Spotlight on Ryan Claytor

And Then One Day: Volume 1 (Elephant Eater): The first thing you’ll notice about Ryan Claytor’s self-publishing approach is superb attention to detail and a strong eye for graphic design. It’s obvious that Claytor has pondered his projects thoroughly and has worked out the kinks. His innovative details range from the sublime to the purely functional. Notice how a butterfly swirls up on an introductory page, trailing the first sentence of the indicia behind in an inventive way. On the more functional side, anyone who’s signed extensively on the con circuit knows that often times it’s a chore to find a suitable spot to place a signature or quick sketch, so Claytor built himself a page for that very purpose. Pretty cool! How come nobody else ever thought of that? Something else I really appreciated was this creator’s self-awareness about the common pitfalls of the genre. Sometimes the very mention of “autobiographical comics” can illicit a response that would suggest it’s a pejorative description. There are so many examples in this segment of the industry that have that brand of navel-gazing angst, typified by Claytor’s brief song parody. Claytor is confident enough to avoid that trap and offer superficially simply pages about seemingly average days that, instead of being mundane, provide little universal truths about man’s existence that anyone can identify with. In any given day, we all experience a series of minute triumphs and tragedies that define us. This work as a whole suggests that life truly happens in these small little moments, not the big events or grand spectacles that occupy our calendars. Life happens in the unplanned interactions with those around us, such as the meaning he draws from a random chat session online with a soldier serving in Iraq, who describes IEDs (Improvised Explosive Devices) very matter-of-factly. In this subtle way, the commentary in the work is reminiscent of the NBM book Ordinary Victories by Manu Larcenet. On the artistic side, Claytor is a strong panel to panel storyteller who has mastered the scripting concept of an isolated story beat. There are many examples of panels with no dialogue, where he pauses for a beat to achieve great emotional impact with the reader. He uses a wide variety of panel types that flow with an affable ease and would make a structure commentator like Scott McCloud very proud. And Then One Day is exemplary of the rare relevance and high production quality that the autobiographical genre is indeed capable of. Grade A.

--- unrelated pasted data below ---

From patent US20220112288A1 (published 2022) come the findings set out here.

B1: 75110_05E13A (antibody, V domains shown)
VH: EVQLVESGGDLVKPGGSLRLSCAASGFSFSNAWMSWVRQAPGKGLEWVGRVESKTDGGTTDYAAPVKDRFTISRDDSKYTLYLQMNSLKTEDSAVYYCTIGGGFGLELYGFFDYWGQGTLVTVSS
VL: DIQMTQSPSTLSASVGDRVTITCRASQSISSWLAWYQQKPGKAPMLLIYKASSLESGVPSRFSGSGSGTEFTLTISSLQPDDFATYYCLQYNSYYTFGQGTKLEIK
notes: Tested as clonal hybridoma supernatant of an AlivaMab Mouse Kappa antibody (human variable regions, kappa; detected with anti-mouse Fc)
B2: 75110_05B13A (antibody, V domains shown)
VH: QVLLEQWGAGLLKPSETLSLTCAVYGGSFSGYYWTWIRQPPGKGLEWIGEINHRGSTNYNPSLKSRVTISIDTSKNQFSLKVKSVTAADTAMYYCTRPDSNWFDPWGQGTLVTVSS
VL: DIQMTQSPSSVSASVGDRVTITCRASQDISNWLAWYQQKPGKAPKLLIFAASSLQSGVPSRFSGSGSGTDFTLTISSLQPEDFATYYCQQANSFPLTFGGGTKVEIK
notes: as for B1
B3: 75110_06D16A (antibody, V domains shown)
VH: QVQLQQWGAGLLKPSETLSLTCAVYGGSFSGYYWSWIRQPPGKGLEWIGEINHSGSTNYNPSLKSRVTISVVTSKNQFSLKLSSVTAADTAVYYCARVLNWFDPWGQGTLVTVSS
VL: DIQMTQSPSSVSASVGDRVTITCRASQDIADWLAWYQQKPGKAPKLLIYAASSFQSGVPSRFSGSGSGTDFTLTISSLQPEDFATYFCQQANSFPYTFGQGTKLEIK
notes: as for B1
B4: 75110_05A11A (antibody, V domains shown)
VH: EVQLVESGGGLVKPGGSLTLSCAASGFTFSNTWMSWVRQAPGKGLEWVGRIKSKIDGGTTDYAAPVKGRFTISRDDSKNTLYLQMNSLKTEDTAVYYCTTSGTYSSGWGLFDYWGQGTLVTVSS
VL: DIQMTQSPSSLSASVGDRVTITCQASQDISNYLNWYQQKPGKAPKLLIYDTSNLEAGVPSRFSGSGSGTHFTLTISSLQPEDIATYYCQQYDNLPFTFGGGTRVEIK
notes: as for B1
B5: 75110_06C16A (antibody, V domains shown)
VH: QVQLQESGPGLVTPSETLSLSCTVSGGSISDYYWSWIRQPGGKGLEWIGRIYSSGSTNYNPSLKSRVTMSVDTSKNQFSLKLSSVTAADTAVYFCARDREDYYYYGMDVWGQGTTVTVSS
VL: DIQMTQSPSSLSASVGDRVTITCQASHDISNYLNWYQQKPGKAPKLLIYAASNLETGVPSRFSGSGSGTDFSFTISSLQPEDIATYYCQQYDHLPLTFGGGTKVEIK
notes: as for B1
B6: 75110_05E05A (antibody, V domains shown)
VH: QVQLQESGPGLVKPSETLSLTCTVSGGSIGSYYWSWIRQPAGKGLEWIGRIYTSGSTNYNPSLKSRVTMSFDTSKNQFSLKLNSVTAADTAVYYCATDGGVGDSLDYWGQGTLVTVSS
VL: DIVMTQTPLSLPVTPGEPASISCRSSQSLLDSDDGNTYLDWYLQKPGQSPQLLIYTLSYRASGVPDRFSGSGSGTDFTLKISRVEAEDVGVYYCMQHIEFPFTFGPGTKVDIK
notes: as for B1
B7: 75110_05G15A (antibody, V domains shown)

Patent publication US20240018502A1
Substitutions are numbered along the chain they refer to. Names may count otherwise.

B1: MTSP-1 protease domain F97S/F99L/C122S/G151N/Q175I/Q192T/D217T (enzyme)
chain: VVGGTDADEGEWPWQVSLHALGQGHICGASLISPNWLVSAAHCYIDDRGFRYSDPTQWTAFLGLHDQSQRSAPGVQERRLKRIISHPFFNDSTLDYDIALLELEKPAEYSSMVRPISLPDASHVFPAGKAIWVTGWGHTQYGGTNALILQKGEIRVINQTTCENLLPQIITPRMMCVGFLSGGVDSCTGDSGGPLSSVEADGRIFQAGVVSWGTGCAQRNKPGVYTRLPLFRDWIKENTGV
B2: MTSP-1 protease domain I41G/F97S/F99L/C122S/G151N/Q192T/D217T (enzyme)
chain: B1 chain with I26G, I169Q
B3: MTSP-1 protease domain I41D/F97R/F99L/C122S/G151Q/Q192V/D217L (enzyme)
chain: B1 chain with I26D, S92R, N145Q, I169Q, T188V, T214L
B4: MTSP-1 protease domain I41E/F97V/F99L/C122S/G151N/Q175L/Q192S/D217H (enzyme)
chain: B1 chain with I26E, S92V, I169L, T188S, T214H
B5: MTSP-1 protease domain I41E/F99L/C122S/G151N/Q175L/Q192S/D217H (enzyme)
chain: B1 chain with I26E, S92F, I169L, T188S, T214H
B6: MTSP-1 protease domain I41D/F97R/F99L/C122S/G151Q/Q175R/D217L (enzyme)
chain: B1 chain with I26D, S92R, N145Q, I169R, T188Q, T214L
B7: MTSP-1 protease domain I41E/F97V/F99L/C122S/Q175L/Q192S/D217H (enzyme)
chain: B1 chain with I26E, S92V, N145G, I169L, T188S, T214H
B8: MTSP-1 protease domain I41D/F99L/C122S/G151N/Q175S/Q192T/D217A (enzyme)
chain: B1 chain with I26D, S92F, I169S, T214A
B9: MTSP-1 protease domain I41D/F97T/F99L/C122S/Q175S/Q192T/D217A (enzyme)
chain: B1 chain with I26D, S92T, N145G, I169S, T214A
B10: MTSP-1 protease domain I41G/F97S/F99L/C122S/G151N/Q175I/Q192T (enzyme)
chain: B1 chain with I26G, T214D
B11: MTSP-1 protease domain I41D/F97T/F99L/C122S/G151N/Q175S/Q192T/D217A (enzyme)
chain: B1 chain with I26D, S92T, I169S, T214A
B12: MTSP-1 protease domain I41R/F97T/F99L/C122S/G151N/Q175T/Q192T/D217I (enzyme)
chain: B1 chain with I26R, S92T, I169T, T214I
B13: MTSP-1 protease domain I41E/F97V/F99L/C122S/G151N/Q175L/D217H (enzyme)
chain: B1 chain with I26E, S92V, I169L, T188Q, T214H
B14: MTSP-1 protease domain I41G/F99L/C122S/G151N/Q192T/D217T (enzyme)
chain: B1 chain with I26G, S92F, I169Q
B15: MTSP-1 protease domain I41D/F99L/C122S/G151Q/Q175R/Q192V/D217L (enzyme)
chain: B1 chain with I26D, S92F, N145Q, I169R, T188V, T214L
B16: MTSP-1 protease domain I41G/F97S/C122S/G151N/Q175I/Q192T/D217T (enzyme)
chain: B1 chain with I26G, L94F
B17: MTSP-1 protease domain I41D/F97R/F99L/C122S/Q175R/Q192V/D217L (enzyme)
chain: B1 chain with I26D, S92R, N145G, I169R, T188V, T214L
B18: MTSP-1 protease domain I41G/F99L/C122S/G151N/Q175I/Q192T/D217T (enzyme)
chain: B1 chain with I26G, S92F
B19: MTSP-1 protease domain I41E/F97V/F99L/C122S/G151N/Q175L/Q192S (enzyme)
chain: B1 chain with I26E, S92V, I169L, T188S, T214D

At 4:05 PM, Blogger Ryan Claytor said...


Thanks so much for the really thoughtful review, Justin.

...and I'm glad it wasn't a D+. Ha-ha!

Take care,
Ryan :)

At 8:47 AM, Blogger Justin Giampaoli said...

Thanks for stopping by, Ryan!


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